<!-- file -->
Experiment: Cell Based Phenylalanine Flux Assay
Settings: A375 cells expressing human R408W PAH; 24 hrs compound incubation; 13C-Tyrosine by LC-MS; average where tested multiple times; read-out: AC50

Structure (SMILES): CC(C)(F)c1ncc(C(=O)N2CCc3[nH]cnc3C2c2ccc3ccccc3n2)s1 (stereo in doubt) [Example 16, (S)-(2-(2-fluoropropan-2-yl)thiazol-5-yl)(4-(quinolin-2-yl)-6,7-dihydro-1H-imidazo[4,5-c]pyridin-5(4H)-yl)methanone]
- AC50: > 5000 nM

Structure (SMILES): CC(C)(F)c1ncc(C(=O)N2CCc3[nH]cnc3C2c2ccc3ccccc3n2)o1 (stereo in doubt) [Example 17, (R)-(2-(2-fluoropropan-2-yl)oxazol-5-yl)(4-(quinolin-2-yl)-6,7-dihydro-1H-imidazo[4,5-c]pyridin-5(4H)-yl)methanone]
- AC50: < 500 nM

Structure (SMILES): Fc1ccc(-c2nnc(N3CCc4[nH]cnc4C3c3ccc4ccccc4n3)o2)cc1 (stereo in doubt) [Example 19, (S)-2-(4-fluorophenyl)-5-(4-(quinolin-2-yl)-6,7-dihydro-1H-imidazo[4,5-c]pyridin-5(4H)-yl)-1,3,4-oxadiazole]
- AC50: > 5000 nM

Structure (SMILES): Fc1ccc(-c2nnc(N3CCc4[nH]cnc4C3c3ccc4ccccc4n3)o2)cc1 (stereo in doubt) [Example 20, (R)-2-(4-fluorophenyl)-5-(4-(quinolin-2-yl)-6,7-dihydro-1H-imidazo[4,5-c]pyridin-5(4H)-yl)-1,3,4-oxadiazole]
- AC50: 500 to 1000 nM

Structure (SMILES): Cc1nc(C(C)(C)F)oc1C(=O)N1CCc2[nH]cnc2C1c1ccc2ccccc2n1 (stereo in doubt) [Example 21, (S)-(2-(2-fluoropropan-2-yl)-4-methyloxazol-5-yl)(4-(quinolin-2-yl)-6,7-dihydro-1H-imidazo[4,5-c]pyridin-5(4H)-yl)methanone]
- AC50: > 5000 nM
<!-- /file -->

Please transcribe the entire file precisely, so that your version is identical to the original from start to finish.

Experiment: Cell Based Phenylalanine Flux Assay
Settings: A375 cells expressing human R408W PAH; 24 hrs compound incubation; 13C-Tyrosine by LC-MS; average where tested multiple times; read-out: AC50

Structure (SMILES): CC(C)(F)c1ncc(C(=O)N2CCc3[nH]cnc3C2c2ccc3ccccc3n2)s1 (stereo in doubt) [Example 16, (S)-(2-(2-fluoropropan-2-yl)thiazol-5-yl)(4-(quinolin-2-yl)-6,7-dihydro-1H-imidazo[4,5-c]pyridin-5(4H)-yl)methanone]
- AC50: > 5000 nM

Structure (SMILES): CC(C)(F)c1ncc(C(=O)N2CCc3[nH]cnc3C2c2ccc3ccccc3n2)o1 (stereo in doubt) [Example 17, (R)-(2-(2-fluoropropan-2-yl)oxazol-5-yl)(4-(quinolin-2-yl)-6,7-dihydro-1H-imidazo[4,5-c]pyridin-5(4H)-yl)methanone]
- AC50: < 500 nM

Structure (SMILES): Fc1ccc(-c2nnc(N3CCc4[nH]cnc4C3c3ccc4ccccc4n3)o2)cc1 (stereo in doubt) [Example 19, (S)-2-(4-fluorophenyl)-5-(4-(quinolin-2-yl)-6,7-dihydro-1H-imidazo[4,5-c]pyridin-5(4H)-yl)-1,3,4-oxadiazole]
- AC50: > 5000 nM

Structure (SMILES): Fc1ccc(-c2nnc(N3CCc4[nH]cnc4C3c3ccc4ccccc4n3)o2)cc1 (stereo in doubt) [Example 20, (R)-2-(4-fluorophenyl)-5-(4-(quinolin-2-yl)-6,7-dihydro-1H-imidazo[4,5-c]pyridin-5(4H)-yl)-1,3,4-oxadiazole]
- AC50: 500 to 1000 nM

Structure (SMILES): Cc1nc(C(C)(C)F)oc1C(=O)N1CCc2[nH]cnc2C1c1ccc2ccccc2n1 (stereo in doubt) [Example 21, (S)-(2-(2-fluoropropan-2-yl)-4-methyloxazol-5-yl)(4-(quinolin-2-yl)-6,7-dihydro-1H-imidazo[4,5-c]pyridin-5(4H)-yl)methanone]
- AC50: > 5000 nM